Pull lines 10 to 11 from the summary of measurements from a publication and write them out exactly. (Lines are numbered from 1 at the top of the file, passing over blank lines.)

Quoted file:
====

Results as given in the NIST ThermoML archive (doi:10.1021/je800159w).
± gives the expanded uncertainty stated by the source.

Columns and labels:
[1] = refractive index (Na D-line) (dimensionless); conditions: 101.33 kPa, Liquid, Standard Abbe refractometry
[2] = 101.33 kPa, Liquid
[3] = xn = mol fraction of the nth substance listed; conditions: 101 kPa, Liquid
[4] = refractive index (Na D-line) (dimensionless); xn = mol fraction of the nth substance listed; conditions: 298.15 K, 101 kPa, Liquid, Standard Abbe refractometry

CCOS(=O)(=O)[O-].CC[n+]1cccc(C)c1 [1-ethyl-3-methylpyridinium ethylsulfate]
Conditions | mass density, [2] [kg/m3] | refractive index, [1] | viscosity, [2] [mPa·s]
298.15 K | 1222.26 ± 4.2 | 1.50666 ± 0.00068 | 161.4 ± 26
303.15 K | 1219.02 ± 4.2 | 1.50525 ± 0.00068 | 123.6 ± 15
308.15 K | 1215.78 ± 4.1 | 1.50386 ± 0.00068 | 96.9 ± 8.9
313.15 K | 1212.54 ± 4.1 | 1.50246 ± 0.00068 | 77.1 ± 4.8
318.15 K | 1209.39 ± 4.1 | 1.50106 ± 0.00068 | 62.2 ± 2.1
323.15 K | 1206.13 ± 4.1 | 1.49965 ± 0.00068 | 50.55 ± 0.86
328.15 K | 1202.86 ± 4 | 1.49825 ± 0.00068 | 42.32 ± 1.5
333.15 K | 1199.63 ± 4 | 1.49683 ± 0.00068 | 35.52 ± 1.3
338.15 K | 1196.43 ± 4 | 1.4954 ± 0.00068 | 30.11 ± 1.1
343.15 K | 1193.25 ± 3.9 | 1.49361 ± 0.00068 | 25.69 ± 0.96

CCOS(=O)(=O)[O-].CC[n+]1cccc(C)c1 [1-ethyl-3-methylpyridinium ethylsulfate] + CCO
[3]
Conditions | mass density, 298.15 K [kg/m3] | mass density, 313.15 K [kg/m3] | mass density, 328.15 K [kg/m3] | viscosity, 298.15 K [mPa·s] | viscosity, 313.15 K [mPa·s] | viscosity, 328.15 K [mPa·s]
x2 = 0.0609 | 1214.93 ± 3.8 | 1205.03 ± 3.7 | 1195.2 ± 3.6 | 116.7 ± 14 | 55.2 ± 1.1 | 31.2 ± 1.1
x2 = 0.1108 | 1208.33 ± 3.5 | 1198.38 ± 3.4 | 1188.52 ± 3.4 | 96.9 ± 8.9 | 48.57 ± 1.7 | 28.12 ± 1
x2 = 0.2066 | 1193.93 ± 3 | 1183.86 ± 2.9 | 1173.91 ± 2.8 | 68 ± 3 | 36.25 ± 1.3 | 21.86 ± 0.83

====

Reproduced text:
298.15 K | 1222.26 ± 4.2 | 1.50666 ± 0.00068 | 161.4 ± 26
303.15 K | 1219.02 ± 4.2 | 1.50525 ± 0.00068 | 123.6 ± 15